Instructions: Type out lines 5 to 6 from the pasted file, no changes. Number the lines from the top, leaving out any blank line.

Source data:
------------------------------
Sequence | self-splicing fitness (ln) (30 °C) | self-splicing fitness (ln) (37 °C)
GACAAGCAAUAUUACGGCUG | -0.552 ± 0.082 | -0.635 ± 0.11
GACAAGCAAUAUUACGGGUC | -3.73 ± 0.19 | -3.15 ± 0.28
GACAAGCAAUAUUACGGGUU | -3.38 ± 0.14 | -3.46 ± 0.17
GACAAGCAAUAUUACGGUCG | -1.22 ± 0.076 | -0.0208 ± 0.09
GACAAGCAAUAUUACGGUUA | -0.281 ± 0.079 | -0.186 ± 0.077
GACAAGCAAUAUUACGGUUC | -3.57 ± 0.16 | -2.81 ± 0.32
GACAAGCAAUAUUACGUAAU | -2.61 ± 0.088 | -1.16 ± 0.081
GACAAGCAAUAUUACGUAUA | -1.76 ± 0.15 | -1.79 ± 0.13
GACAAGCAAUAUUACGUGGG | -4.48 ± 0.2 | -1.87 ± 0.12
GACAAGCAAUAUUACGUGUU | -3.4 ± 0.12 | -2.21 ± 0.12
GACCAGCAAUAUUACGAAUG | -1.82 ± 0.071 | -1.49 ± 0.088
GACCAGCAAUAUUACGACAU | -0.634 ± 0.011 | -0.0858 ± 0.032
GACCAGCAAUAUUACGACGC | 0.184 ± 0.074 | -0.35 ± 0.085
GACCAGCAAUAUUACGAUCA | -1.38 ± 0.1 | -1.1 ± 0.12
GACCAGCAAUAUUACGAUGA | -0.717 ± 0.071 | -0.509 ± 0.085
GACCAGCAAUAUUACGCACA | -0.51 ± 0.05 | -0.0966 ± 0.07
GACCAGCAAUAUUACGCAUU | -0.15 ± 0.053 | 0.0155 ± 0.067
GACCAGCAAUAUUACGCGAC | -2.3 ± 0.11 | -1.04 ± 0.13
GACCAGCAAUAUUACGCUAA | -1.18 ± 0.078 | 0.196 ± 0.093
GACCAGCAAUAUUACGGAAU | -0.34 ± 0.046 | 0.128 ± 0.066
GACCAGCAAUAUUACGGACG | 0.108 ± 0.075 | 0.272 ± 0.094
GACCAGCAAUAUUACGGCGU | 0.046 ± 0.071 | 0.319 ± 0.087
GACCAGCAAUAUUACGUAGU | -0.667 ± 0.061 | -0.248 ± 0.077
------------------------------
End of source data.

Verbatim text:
GACAAGCAAUAUUACGGUCG | -1.22 ± 0.076 | -0.0208 ± 0.09
GACAAGCAAUAUUACGGUUA | -0.281 ± 0.079 | -0.186 ± 0.077